First Edition of "Encyclopaedia Britannica" at Auction
Ah, the beloved Encyclopaedia Britannica. Since it ceased publication in 2012 after 241 years, our nostalgia for these volumes has only increased. (Even my born-digital children have requested a set.) So I find it exciting that a first edition of this most cherished of encyclopedias, published in Edinburgh in 1771, will appear at auction later this month. Addison & Sarova will offer the three-volume set, bound in later half-calf with a little rubbing, but, more importantly, retaining all 160 plates. According to the auctioneer, "The set is scarcely seen containing all of the plates--particularly the child-birthing plates, present in the third volume, which caused an outcry when the book was first published and thus were not included in many issues." The estimate is $6,000-8,000.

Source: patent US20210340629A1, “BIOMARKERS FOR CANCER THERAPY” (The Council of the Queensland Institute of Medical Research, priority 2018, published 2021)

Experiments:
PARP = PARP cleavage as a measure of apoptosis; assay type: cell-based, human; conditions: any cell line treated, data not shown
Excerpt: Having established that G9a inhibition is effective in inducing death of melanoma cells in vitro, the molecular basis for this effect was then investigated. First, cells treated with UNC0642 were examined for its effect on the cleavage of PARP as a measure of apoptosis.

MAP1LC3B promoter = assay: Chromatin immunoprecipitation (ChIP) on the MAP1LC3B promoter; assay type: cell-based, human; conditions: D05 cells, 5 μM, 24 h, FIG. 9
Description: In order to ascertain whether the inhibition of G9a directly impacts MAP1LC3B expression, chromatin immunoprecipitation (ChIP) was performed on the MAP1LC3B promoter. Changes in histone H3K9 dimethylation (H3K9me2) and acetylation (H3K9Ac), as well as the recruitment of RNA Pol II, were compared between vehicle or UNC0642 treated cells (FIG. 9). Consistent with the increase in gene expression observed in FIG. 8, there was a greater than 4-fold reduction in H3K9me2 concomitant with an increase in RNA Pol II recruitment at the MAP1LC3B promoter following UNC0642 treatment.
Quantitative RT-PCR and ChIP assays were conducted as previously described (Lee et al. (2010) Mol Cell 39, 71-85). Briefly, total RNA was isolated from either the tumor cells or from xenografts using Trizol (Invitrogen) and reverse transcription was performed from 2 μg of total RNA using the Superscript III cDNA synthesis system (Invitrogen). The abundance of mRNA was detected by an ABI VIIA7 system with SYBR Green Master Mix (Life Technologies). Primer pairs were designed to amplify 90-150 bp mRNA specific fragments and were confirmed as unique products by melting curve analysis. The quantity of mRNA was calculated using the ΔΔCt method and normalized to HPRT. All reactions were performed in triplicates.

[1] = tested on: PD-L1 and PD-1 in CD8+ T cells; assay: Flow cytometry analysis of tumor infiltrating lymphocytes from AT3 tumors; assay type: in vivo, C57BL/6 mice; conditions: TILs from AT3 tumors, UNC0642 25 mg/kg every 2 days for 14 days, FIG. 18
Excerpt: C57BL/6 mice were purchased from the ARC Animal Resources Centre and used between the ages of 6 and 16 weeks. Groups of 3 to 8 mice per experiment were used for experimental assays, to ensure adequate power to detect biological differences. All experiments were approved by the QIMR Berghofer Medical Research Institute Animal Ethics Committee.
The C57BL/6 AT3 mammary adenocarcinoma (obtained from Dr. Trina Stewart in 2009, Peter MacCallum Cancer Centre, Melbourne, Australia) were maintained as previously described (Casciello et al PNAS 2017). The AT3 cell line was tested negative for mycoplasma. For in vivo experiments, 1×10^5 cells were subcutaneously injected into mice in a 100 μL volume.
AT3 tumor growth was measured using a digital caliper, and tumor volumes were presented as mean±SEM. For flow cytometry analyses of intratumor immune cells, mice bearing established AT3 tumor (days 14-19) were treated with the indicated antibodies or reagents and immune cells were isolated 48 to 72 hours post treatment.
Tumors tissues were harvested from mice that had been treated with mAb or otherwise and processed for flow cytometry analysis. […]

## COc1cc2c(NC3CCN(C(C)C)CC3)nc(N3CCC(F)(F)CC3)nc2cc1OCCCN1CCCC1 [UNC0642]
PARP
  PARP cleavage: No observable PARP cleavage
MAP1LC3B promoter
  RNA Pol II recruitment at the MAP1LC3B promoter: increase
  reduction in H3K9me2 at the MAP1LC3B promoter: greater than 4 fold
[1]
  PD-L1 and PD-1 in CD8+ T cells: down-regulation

(For some history on EB, see Britannica's own entry on the first edition.)
Also of particular interest in the March 19 sale: A copy of "Double Falshood," a play "strongly" believed to have been written by William Shakespeare. Printed in 1728, the disputed play is bound here with other eighteenth-century plays (cropped in the early sheep re-bind). It has not been seen at auction "in many decades," according to Addison & Sarova. The estimate is $1,500-2,500. A scarce, early Erasmus -- Moriae Encomium (Strasbourg, 1511) -- is another highlight. It is estimated to go for $30,000-40,000.
Image courtesy of Addison & Sarova.